Blackgaze was described perfectly by Rodie magazine as THE MEETING OF PROFANE BLACK METAL AND ANGELIC SHOEGAZE.

To understand Blackgaze, we should start talking a bit about Shoegaze, a music style that could be described as a cousin of indie rock.
Shoegaze is a style of music derived from alternative rock, mixing characteristics of Noise Rock, Ethereal Wave, Dream Pop / Noise Pop, Neo-Psychedelia and Gothic Rock, which emerged in the British Isles in the late 1980s and early 1990s.
The typical shoegaze sound is based on distorted guitars full of buzz or feedback, with the band aiming to create a ‘wall of sound’ atmosphere with a noisy and distorted approach but also dreamy, feverish and numb. Although there are vocals and melodies, they are subordinate to the prevailing feel of the song and sink into the sonic mass.
These bands were known for their detached, non-confrontational stage presence. The term refers to the extensive use of effects pedals, as musicians frequently looked down at their pedals while playing live. A good example of a Shoegaze band is The Velvet Underground and The Cure, which could also fit in Goth, a British Post-Punk, New Wave Rock band.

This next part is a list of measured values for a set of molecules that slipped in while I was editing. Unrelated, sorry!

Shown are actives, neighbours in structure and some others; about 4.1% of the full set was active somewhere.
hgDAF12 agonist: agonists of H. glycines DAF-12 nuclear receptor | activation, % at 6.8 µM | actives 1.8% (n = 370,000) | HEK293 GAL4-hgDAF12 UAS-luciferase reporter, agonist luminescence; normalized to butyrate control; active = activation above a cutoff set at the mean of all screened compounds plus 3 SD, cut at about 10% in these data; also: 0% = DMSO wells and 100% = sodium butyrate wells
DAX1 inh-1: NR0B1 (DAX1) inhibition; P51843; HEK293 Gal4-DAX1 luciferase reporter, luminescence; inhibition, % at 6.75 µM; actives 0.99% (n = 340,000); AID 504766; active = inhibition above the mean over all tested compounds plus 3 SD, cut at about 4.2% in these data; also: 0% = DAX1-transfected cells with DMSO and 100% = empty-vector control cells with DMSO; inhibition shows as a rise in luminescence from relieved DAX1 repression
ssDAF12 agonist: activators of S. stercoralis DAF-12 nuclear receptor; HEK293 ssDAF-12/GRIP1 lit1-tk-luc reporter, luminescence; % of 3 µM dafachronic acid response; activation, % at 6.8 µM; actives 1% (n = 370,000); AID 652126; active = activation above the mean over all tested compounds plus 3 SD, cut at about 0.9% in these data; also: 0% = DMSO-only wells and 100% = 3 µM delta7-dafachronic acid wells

Therefore, Blackgaze is the fusion between Black Metal/ Atmospheric Black Metal and Shoegaze, resulting in music that can go from the most beautiful harmonic melodies to an explosion of heavy music, blast beat drumming, almost silent bass, and, occasionally, a combination of high-pitched screams and harsh vocals and even invented language and vocal sounds, like in Alcest, who wrote lyrics in their own invented language.

When it comes to lyrics, Blackgaze keeps it dark; however, it disregards the complete darkness, the subversive themes, the desire to shock, the occult and blasphemous and the evil streak from its Black Metal roots but keeping the coldness and bleakness that the genre is also known for. Blackgaze lyrics are inclined to existential matters.
Blackgaze demons are inner demons.